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Decision No. 17,113

Appeal of LEONEL O. BARRIENTOS, on behalf of his son JACOB, from action of the Board of Education of the Bay Shore Union Free School District regarding residency.

Decision No. 17,113

(June 28, 2017)

Ingerman Smith, L.L.P., attorneys for respondent, Edward H. McCarthy, Esq., of counsel

ELIA, Commissioner.--Petitioner appeals the determination of the Board of Education of the Bay Shore Union Free School District (“respondent”) that his son, Jacob, is not a district resident.  The appeal must be dismissed.

Petitioner unsuccessfully appealed an earlier determination by respondent that Jacob was not a district resident and was to be excluded from district schools during the 2015-2016 school year (Appeal of Barrientos, 56 Ed Dept Rep, Decision No. 16,944).  In that decision, the appeal was dismissed for lack of proper service and lack of notice required by 8 NYCRR §275.11; however, the decision stated that petitioner retains the right to reapply for admission on Jacob’s behalf at any time and to present any information for respondent’s consideration.

Although the record is unclear, it appears that Jacob was granted admission to respondent’s schools for the 2016-2017 school year.  According to an affidavit provided by respondent’s Director of Student Services and Central Registration (“director”), in or about October 2016, the district received information that petitioner and the student did not reside at their address of record within the district (“Bay Shore address”) but were reported to reside within the Brentwood Union Free School District (“Brentwood address”).  Subsequently, surveillance was conducted at the Bay Shore and Brentwood addresses on 10 separate mornings in November and December 2016 by the director and the District Security Officer (“security officer”).  The director also averred that he had previously researched records maintained by the New York State Department of Motor Vehicles during the 2015-2016 school year which revealed information on three vehicles that were registered to petitioner.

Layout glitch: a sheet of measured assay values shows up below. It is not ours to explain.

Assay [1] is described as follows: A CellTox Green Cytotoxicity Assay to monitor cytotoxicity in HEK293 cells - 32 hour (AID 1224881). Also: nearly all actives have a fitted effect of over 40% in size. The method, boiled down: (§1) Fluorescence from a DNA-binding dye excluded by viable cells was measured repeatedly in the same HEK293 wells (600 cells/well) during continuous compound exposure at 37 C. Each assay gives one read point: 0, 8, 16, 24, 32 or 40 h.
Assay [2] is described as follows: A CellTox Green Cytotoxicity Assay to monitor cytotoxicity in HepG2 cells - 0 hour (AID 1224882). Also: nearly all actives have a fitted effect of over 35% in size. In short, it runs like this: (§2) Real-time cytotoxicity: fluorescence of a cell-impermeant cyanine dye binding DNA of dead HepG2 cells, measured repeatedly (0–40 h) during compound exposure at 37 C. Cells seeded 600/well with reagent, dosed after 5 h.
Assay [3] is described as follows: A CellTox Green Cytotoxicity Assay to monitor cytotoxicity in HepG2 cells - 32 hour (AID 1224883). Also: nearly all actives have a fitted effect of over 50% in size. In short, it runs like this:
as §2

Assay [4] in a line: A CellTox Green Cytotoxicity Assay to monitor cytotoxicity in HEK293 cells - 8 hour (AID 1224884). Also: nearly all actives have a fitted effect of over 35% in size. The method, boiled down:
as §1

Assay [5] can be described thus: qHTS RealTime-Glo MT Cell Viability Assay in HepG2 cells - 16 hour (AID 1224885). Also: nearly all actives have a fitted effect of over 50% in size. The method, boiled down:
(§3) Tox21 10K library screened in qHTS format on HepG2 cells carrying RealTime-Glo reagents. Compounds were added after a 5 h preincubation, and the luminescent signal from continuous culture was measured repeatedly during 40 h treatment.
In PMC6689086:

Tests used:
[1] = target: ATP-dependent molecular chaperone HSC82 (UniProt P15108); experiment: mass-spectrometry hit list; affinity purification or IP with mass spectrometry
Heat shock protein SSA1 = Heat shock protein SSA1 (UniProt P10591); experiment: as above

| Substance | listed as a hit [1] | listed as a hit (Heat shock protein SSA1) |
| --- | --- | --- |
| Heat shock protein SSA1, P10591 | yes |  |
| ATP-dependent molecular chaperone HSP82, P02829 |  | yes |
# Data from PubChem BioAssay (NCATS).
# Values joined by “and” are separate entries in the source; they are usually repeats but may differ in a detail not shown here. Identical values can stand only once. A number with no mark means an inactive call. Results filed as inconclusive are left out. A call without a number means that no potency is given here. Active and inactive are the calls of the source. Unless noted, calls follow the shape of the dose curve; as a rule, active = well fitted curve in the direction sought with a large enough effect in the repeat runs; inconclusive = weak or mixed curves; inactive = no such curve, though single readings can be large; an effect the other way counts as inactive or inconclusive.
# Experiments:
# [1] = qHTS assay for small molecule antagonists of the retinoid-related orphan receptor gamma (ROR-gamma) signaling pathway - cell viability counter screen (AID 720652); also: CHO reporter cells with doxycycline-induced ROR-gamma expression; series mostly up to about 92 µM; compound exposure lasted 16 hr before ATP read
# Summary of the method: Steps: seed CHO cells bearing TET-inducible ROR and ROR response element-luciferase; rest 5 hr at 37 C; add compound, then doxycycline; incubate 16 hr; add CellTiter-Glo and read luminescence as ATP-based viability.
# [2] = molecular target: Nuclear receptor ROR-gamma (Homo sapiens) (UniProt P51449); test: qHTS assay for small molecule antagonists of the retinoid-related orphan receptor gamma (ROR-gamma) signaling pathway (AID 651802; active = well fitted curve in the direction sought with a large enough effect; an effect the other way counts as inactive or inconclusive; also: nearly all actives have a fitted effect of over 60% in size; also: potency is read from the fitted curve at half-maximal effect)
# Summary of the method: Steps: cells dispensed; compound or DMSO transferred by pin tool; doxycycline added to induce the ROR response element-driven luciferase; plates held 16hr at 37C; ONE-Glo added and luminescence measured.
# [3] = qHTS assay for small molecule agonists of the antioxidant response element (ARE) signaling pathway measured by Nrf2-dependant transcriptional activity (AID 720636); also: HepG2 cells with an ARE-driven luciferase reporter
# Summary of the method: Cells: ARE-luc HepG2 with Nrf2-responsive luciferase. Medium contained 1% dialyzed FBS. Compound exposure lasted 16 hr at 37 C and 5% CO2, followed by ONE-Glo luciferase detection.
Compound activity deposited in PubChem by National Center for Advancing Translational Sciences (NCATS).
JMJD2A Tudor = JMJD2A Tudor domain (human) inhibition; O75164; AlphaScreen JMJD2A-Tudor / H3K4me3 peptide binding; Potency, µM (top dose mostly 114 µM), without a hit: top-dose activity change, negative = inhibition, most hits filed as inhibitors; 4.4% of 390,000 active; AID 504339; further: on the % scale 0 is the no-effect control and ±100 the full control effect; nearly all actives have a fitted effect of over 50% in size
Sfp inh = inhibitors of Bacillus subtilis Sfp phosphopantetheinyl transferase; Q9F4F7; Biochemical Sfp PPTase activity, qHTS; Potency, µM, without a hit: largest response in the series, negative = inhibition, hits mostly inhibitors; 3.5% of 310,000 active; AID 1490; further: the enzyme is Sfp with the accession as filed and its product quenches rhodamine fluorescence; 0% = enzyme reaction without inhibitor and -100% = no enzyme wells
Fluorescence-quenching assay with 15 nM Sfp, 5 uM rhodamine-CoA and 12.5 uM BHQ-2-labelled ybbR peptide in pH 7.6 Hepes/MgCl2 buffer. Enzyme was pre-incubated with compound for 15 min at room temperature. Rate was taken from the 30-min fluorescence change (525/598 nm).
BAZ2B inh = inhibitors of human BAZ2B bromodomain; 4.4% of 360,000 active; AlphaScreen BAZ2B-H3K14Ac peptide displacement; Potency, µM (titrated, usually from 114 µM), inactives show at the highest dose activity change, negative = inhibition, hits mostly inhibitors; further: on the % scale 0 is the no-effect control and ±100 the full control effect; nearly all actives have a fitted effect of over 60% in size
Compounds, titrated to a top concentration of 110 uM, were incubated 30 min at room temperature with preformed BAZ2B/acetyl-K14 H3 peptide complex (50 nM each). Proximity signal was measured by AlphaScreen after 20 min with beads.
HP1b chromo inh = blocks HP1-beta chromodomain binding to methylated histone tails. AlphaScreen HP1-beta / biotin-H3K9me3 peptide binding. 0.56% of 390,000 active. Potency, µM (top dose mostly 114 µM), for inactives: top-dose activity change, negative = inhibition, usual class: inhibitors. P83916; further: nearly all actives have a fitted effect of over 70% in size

Surveillance was conducted at the Bay Shore address on November 3, 4, and 8 by the director, who stated that he “never observed either [p]etitioner or Jacob exit that residence” (emphasis omitted) in the morning on these days and “also never observed any [of the] three ... vehicles previously known to be registered to [p]etitioner located at or within the vicinity of those premises....”  The security officer stated in his affidavit that, with regard to surveillance he conducted at the Bay Shore address on November 9, 10, and 22, he “never observed the student exit the ... residence” (emphasis omitted) and “never observed any of [petitioner’s vehicles] located at or within the vicinity...” in the morning on those days.  The security officer also conducted surveillance at the Brentwood address on four mornings in December 2016 (December 2, 5, 7, and 9) and the security officer attested that he “regularly observed Jacob exit the ... residence in advance of the school day” and leave in one of petitioner’s vehicles on each of the four mornings.

By letter dated December 13, 2016, the director notified petitioner that Jacob was not entitled to attend district schools because petitioner was not a resident of the district and also informed petitioner that Jacob’s last day of attendance would be December 20, 2016.